Sunday, July 12, 2009

The President's Visit To Ghana And Me

President Obama has made (and continues to make) much history during this first term. Friday afternoon US Eastern time he landed in Accra, Ghana and became the fourth president and third consecutively since Bill Clinton did so in 1998 to visit sub-Saharan Africa.

He and the First Family were on a 21 hour visit to Ghana on the tail end of his visits to Moscow and Rome for the G-8 Summit and his audience with Pope Benedict XVI.

The just concluded visit to Ghana is symbolic because the first African-American president is returning as a child of the Diaspora to one of the places in which we began that journey on the Middle Passage to the Western Hemisphere.

The First Family also took time to visit the Cape Coast Castle in which many captive Africans began their voyage of no return.

Yes, President Obama father was Kenyan. But it still doesn't diminish the fact that the First Lady's great-great grandfather was a slave and his connection to this history is through his wife and daughters.

The visit caused me to pause and reflect on my own connections to the Mother Continent as well. I've been told by more than a few Nigerians back home that I have the facial features of people they knew from Benin.

Those who passed through the Door of No Return at Cape Coast Castle and similar facilities began the infamous Middle Passage, a brutal three month journey on board those slave ships headed to the New World

An estimated six million people never made it to the shores of Brazil, the various Caribbean islands or various slave ports in the United States such as New Orleans and Charleston, SC. They either died enroute or were thrown overboard to be devoured by the sharks following closely behind the ships.

Others, like one of my ancestors who arrived in 1810 in chains at the Port of New Orleans survived, endured, suffered through emancipation and Jim Crow segregation so I could life a life better than the ones they had.

To ignorantly say to me as a child of the Diaspora to ‘get over slavery’ is to automatically set yourself up for getting severely cursed out.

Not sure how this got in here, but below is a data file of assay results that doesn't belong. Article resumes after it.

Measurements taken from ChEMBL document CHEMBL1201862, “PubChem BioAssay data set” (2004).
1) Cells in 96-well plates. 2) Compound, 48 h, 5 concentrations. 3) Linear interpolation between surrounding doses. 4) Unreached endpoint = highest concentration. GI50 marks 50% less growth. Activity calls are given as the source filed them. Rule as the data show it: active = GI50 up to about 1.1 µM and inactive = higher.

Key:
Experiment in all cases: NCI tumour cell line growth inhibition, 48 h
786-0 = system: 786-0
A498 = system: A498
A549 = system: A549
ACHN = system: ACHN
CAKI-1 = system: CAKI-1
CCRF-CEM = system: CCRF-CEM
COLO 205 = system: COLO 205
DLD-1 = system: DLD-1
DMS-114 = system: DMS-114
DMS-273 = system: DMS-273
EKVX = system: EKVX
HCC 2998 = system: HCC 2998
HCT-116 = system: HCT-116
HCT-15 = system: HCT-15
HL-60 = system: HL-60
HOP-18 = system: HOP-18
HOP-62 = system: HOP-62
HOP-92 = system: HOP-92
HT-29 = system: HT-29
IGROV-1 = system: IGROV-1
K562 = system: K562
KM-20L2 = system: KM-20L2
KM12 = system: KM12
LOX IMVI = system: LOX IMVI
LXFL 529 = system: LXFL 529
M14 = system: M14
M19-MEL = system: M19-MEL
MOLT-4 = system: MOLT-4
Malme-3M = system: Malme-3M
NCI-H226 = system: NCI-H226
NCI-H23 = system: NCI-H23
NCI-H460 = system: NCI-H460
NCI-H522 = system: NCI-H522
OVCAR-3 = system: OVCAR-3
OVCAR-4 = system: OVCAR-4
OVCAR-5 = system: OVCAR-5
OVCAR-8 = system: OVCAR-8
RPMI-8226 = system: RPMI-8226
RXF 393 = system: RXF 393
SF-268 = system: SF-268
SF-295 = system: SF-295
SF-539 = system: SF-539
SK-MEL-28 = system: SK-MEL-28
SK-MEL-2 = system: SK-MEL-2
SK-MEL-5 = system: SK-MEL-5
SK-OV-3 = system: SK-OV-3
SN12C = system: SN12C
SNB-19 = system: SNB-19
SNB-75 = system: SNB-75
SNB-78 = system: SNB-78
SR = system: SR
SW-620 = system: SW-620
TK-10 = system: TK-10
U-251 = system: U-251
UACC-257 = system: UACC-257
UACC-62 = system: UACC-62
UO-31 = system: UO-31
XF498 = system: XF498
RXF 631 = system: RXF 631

To ‘get over slavery’ as people with privilege derisively spew from their lips is to me, turning my back on the suffering of my ancestors.

Do you tell a Jewish person who survived it and still has the reminder tatooed on their arm or had relatives die during the Holocaust to ‘get over it’?

Then why would you ever think it’s acceptable to do so to an African descended person, much less think it’s okay to make foul statements such as Pat Buchanan’s?

First, America has been the best country on earth for black folks. It was here that 600,000 black people, brought from Africa in slave ships, grew into a community of 40 million, were introduced to Christian salvation, and reached the greatest levels of freedom and prosperity blacks have ever known.

Yeah right, Pat. Great for your ancestor's wallets, not so great for mine who actually provided the free labor.

This is my people's Holocaust, and we'll tell you when were ready to stop grieving over it. We're still living almost 150 years after emancipation with the post-traumatic effects of it.

One day I would like to on behalf of my maternal ancestor who arrived in New Orleans and the countless others on both sides of my family who perished on the way to the Western Hemisphere, travel to Ghana and look through the Door of No Return.

Sure, I can order a kit to test my DNA from African Ancestry, help solve some of the mystery as to what part of the African continent my DNA points to and plan to do so.

But on a deep personal level I need to complete the journey back to the Mother Continent on behalf of my ancestors.

Hopefully I'll get the opportunity to do so before I leave this planet.

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